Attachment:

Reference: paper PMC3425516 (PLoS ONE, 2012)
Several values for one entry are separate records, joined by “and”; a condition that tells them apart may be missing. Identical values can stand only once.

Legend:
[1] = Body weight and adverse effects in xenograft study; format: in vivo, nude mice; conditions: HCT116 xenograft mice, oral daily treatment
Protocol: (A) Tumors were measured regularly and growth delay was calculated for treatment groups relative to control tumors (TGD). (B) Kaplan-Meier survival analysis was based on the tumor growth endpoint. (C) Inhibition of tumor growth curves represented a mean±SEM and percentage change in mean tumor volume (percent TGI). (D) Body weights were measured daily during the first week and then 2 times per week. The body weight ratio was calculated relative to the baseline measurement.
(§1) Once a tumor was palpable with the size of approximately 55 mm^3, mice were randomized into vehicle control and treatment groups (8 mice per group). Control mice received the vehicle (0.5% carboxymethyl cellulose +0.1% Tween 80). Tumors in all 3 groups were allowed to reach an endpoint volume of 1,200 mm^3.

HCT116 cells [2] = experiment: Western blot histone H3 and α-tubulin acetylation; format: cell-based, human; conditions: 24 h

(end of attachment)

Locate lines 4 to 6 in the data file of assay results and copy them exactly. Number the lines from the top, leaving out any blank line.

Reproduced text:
[1] = Body weight and adverse effects in xenograft study; format: in vivo, nude mice; conditions: HCT116 xenograft mice, oral daily treatment
Protocol: (A) Tumors were measured regularly and growth delay was calculated for treatment groups relative to control tumors (TGD). (B) Kaplan-Meier survival analysis was based on the tumor growth endpoint. (C) Inhibition of tumor growth curves represented a mean±SEM and percentage change in mean tumor volume (percent TGI). (D) Body weights were measured daily during the first week and then 2 times per week. The body weight ratio was calculated relative to the baseline measurement.
(§1) Once a tumor was palpable with the size of approximately 55 mm^3, mice were randomized into vehicle control and treatment groups (8 mice per group). Control mice received the vehicle (0.5% carboxymethyl cellulose +0.1% Tween 80). Tumors in all 3 groups were allowed to reach an endpoint volume of 1,200 mm^3.